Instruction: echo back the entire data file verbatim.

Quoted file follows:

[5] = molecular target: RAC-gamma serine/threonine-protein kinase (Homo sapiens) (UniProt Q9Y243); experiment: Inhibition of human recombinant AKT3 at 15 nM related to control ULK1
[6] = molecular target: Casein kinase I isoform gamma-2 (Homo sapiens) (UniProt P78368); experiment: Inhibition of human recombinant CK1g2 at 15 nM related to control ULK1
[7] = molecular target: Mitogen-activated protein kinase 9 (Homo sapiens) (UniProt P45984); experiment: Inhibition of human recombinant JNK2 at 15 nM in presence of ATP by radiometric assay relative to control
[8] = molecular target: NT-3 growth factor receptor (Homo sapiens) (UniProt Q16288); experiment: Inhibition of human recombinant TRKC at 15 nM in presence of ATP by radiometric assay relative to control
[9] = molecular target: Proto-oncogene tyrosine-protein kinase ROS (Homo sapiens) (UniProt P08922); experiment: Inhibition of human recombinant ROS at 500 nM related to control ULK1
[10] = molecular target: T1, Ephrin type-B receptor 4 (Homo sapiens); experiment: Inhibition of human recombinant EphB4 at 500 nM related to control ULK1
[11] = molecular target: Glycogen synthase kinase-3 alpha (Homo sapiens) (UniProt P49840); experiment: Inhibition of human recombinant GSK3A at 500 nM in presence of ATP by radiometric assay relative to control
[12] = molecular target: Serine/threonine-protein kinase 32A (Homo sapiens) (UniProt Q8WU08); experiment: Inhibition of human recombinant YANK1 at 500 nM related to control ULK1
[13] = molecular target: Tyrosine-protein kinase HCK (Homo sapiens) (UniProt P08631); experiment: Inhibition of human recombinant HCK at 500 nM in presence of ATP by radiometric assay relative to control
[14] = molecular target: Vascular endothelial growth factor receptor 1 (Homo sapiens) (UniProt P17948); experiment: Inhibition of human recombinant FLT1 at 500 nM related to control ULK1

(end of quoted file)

[5] = molecular target: RAC-gamma serine/threonine-protein kinase (Homo sapiens) (UniProt Q9Y243); experiment: Inhibition of human recombinant AKT3 at 15 nM related to control ULK1
[6] = molecular target: Casein kinase I isoform gamma-2 (Homo sapiens) (UniProt P78368); experiment: Inhibition of human recombinant CK1g2 at 15 nM related to control ULK1
[7] = molecular target: Mitogen-activated protein kinase 9 (Homo sapiens) (UniProt P45984); experiment: Inhibition of human recombinant JNK2 at 15 nM in presence of ATP by radiometric assay relative to control
[8] = molecular target: NT-3 growth factor receptor (Homo sapiens) (UniProt Q16288); experiment: Inhibition of human recombinant TRKC at 15 nM in presence of ATP by radiometric assay relative to control
[9] = molecular target: Proto-oncogene tyrosine-protein kinase ROS (Homo sapiens) (UniProt P08922); experiment: Inhibition of human recombinant ROS at 500 nM related to control ULK1
[10] = molecular target: T1, Ephrin type-B receptor 4 (Homo sapiens); experiment: Inhibition of human recombinant EphB4 at 500 nM related to control ULK1
[11] = molecular target: Glycogen synthase kinase-3 alpha (Homo sapiens) (UniProt P49840); experiment: Inhibition of human recombinant GSK3A at 500 nM in presence of ATP by radiometric assay relative to control
[12] = molecular target: Serine/threonine-protein kinase 32A (Homo sapiens) (UniProt Q8WU08); experiment: Inhibition of human recombinant YANK1 at 500 nM related to control ULK1
[13] = molecular target: Tyrosine-protein kinase HCK (Homo sapiens) (UniProt P08631); experiment: Inhibition of human recombinant HCK at 500 nM in presence of ATP by radiometric assay relative to control
[14] = molecular target: Vascular endothelial growth factor receptor 1 (Homo sapiens) (UniProt P17948); experiment: Inhibition of human recombinant FLT1 at 500 nM related to control ULK1